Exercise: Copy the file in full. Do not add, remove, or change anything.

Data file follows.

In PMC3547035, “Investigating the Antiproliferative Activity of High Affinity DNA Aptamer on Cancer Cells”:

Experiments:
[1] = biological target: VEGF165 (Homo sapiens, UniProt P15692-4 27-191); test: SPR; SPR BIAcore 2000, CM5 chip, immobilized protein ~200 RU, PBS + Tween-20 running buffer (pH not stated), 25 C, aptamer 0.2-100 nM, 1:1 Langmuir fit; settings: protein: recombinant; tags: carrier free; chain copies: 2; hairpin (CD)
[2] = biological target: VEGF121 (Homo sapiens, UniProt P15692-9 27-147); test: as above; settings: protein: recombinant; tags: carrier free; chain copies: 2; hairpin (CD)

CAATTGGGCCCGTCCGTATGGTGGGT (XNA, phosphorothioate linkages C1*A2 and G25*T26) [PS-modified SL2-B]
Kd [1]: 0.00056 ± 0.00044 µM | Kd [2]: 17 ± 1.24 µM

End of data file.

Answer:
In PMC3547035, “Investigating the Antiproliferative Activity of High Affinity DNA Aptamer on Cancer Cells”:

Experiments:
[1] = biological target: VEGF165 (Homo sapiens, UniProt P15692-4 27-191); test: SPR; SPR BIAcore 2000, CM5 chip, immobilized protein ~200 RU, PBS + Tween-20 running buffer (pH not stated), 25 C, aptamer 0.2-100 nM, 1:1 Langmuir fit; settings: protein: recombinant; tags: carrier free; chain copies: 2; hairpin (CD)
[2] = biological target: VEGF121 (Homo sapiens, UniProt P15692-9 27-147); test: as above; settings: protein: recombinant; tags: carrier free; chain copies: 2; hairpin (CD)

CAATTGGGCCCGTCCGTATGGTGGGT (XNA, phosphorothioate linkages C1*A2 and G25*T26) [PS-modified SL2-B]
Kd [1]: 0.00056 ± 0.00044 µM | Kd [2]: 17 ± 1.24 µM